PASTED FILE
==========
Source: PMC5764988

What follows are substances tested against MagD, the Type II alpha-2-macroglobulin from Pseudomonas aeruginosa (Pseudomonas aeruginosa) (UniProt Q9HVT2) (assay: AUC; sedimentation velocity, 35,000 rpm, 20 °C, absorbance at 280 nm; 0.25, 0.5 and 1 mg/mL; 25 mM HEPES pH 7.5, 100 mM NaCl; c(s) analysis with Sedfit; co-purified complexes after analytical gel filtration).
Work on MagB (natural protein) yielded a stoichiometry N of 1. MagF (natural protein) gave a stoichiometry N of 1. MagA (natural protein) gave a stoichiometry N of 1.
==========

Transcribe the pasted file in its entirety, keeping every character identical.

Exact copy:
Source: PMC5764988

What follows are substances tested against MagD, the Type II alpha-2-macroglobulin from Pseudomonas aeruginosa (Pseudomonas aeruginosa) (UniProt Q9HVT2) (assay: AUC; sedimentation velocity, 35,000 rpm, 20 °C, absorbance at 280 nm; 0.25, 0.5 and 1 mg/mL; 25 mM HEPES pH 7.5, 100 mM NaCl; c(s) analysis with Sedfit; co-purified complexes after analytical gel filtration).
Work on MagB (natural protein) yielded a stoichiometry N of 1. MagF (natural protein) gave a stoichiometry N of 1. MagA (natural protein) gave a stoichiometry N of 1.